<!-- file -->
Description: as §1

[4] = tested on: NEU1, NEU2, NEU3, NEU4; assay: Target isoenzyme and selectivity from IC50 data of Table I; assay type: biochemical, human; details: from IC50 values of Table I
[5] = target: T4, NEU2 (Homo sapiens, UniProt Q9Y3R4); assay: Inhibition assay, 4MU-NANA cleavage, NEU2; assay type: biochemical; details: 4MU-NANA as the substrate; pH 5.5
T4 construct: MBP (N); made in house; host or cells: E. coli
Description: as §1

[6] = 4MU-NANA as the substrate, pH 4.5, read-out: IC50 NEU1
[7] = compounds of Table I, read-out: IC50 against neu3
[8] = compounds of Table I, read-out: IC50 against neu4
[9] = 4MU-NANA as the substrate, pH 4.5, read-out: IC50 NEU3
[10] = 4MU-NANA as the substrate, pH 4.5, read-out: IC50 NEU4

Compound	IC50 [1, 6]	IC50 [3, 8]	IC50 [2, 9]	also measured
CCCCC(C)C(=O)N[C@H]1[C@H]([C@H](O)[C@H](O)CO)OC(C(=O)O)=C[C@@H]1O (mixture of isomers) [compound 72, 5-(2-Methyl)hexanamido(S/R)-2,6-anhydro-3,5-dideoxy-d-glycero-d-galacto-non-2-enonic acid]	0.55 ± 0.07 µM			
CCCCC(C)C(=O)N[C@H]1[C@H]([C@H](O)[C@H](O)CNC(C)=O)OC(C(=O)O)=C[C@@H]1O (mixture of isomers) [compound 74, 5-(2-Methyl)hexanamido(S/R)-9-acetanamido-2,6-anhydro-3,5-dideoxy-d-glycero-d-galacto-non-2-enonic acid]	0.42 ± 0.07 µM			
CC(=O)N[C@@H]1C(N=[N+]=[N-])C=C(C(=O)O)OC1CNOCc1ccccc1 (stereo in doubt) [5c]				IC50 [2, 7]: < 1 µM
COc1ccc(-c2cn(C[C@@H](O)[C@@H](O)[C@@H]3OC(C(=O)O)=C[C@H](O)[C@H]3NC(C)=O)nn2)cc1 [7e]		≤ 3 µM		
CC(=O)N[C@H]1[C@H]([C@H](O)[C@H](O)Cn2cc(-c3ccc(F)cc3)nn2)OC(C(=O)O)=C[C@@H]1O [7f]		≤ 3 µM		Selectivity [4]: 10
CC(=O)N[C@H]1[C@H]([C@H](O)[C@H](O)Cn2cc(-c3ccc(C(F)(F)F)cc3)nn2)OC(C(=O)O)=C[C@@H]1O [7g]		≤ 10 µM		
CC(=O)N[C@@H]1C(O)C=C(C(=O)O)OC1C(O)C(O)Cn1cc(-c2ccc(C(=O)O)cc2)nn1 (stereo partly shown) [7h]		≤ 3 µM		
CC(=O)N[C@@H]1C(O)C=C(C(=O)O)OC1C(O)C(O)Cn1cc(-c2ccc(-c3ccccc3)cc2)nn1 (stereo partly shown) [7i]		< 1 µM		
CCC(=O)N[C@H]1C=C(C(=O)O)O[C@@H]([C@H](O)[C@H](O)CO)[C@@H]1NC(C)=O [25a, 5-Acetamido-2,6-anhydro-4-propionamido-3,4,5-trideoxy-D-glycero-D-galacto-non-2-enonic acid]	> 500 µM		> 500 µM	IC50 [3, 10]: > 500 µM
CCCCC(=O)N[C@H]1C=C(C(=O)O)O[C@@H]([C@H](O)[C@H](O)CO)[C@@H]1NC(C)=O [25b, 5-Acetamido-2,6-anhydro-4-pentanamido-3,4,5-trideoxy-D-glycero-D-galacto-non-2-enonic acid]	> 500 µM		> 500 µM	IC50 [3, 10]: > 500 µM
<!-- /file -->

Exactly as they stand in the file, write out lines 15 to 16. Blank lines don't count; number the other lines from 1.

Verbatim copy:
COc1ccc(-c2cn(C[C@@H](O)[C@@H](O)[C@@H]3OC(C(=O)O)=C[C@H](O)[C@H]3NC(C)=O)nn2)cc1 [7e]		≤ 3 µM		
CC(=O)N[C@H]1[C@H]([C@H](O)[C@H](O)Cn2cc(-c3ccc(F)cc3)nn2)OC(C(=O)O)=C[C@@H]1O [7f]		≤ 3 µM		Selectivity [4]: 10